Dozens of small businesses have banded together to push for changes to the federal government’s pandemic relief programs, arguing they have been unfairly shut out due to eligibility requirements that are too restrictive.

The group counts 21 businesses, most of them cafes, bars and restaurants in B.C. and Ontario, that have found themselves unable to access the government’s wage and rent subsidies because they opened after the pandemic was declared in March 2020.

In order to access the Canada Emergency Rent Subsidy (CERS) and the Canada Emergency Wage Subsidy (CEWS), a business has to demonstrate a drop in revenue during the COVID-19 pandemic either year-over-year or compared with January or February 2020, which businesses that opened their doors last summer or fall are unable to do.

But group members say that they still had to make significant legal and financial commitments prior to the pandemic, such as signing leases, in order to open in 2020. After they opened, they also still had to deal with the same lockdown measures throughout the year as other businesses.

‘We couldn’t turn back when the pandemic hit’

The group’s founder, Scarlet Osborne, a co-owner of El Segundo in Sechelt, B.C., said the restaurant was “conceptualized in early 2019” and she made long-term commitments, including a 20-year lease and amassing $400,000 worth of investment.

“We couldn’t turn back when the pandemic hit, and so we had to carry on with our renovations, construction, and opening our business,” said Osborne during a press conference organized by NDP finance critic Peter Julian and small business critic Gord Johns.

Osborne said the restaurant opened in July 2020, and had a successful summer season, demonstrating profitability. “Unfortunately, our lack of eligibility to any of the support structures became catastrophic as we moved into the fall months,” she said.

Dozens of small businesses have banded together at to push for changes to the government’s pandemic relief programs, arguing they have been unfairly shut out due to eligibility requirements that are too restrictive. #COVID

“At that point, we lost a huge amount of our weekly revenue, not only due to capacity issues, but also because of the social restrictions put in place due to the pandemic.”

Osborne said her and her business partner have subsidized $100,000 worth of payroll out of pocket since November, even while being forced to cut staff from 35 to 19. “Had we had access to the wage subsidies, we would likely be closer to breaking even,” she said.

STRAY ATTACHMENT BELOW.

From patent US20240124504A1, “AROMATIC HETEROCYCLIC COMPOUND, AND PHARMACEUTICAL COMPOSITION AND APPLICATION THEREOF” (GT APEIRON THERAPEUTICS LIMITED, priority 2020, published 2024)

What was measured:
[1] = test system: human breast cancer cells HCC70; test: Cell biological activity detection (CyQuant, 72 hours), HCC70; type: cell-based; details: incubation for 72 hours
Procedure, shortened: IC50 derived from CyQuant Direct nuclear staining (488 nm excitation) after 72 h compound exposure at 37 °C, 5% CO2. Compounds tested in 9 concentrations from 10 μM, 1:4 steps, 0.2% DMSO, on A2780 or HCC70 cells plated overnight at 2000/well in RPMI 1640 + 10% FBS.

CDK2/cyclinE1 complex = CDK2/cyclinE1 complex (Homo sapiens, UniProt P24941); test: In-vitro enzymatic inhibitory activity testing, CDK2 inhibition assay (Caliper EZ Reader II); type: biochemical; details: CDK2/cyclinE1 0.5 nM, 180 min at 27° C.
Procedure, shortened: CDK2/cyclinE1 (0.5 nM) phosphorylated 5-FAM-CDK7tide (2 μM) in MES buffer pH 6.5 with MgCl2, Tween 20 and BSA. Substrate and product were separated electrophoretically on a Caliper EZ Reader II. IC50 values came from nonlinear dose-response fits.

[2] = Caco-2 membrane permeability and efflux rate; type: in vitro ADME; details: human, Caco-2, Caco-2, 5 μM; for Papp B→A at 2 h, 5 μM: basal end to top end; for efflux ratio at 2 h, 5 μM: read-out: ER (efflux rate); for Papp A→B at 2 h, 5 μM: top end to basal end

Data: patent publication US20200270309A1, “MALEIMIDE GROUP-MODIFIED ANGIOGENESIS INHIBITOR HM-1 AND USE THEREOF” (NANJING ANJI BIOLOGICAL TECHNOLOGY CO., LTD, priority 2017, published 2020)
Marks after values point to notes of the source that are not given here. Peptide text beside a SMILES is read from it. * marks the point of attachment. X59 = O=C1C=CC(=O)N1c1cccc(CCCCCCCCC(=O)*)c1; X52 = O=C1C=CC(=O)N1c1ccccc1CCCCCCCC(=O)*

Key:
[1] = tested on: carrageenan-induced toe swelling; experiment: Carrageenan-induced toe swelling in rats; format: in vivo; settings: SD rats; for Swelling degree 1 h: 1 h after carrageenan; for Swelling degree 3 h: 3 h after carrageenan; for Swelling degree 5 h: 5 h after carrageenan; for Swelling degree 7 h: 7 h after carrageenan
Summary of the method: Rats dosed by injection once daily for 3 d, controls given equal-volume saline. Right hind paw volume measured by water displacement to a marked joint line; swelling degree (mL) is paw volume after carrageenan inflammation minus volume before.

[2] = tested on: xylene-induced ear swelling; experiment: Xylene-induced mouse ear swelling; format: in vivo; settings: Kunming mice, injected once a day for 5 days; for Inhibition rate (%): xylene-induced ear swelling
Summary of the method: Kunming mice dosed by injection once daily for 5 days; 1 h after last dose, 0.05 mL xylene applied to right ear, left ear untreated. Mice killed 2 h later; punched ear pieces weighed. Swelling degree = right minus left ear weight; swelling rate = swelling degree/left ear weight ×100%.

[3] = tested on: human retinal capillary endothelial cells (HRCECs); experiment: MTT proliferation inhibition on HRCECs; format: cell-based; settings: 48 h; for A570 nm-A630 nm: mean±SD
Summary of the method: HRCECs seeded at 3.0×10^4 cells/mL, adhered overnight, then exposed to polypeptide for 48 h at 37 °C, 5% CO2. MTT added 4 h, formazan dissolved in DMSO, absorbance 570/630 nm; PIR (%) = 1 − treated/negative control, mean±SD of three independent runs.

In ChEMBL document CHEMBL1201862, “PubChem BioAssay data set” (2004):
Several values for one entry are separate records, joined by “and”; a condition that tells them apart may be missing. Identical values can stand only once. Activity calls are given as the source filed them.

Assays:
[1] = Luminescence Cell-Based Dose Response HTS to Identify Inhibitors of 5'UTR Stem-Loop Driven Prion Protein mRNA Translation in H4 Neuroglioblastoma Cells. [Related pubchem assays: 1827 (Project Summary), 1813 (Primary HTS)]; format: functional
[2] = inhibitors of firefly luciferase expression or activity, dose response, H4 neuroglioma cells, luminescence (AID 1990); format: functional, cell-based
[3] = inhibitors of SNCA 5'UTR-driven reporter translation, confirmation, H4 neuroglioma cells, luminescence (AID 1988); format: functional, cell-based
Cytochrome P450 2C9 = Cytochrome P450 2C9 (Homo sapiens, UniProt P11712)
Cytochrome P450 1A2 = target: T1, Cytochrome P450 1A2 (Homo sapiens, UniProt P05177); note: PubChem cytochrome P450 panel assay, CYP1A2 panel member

The Vicious Poodle: From 20-plus staff to seven

The Vicious Poodle, an LGBTQ+ venue in downtown Victoria, is another member of the group. Owner Socrates Diamant said he had made business commitments by July 2019, began renovations in September and was set to open April 1, 2020, although was not able to open until that June.

The venue, which Diamant said employs members of marginalized groups that can struggle to find meaningful employment, also had a successful summer season and was also forced to cut staff once restrictions kicked in during the fall.

“From 20 people, plus performers, we are now at seven people. I think with wage subsidies, not only would we have lost less money, I could have kept more people on the payroll,” said Diamant.

“It’s heartbreaking to have a great team, and have to let them go one by one,” he said. “It’s very difficult to watch all the businesses around me, who are doing exactly the same thing as I’m doing, having wage subsidies and rent subsidies, while for us, we have been paying out of pocket since early November.”

Government welcomes public feedback on programs

Osborne said she would initially phone the Canada Revenue Agency (CRA), believing it was a mistake, but would eventually be put through to a manager who told her there was no system for appealing the wage subsidy.

“I heard that over and over again — there’s no avenue to appeal that, because you don’t qualify,” she said. Diamant said he had also spoken with CRA officials who have told him he doesn’t qualify.

Johns said new businesses have been “left completely out of supports.” He said the NDP has brought recommendations to the government to “create special exemptions” for these types of businesses to improve access.

“There are many ways they can do that, whether it be from comparing revenue from a qualifying period to qualifying period, or demonstrating the impact that the pandemic has had on projected revenue streams, or looking at industry standards,” he said.

Katherine Cuplinskas, press secretary for Deputy Prime Minister and Finance Minister Chrystia Freeland, said the federal government welcomes public feedback on its relief programs. The government “continues to actively assess its support measures to ensure workers and businesses — including new businesses — have the support they need,” she said.

“Our top priority remains supporting Canadians and businesses as we weather the COVID-19 pandemic. That is why we have introduced targeted support to help hard-hit businesses and other organizations experiencing a drop in revenue,” said Cuplinskas.

“These include the up to 75 per cent wage subsidy; the rent subsidy and lockdown support, which when combined could cover up to 90 per cent of a tenant’s rent; the expanded Canada Emergency Business Account loan; and the new Highly Affected Sectors Credit Availability Program.”

Carl Meyer / Local Journalism Initiative / Canada’s National Observer

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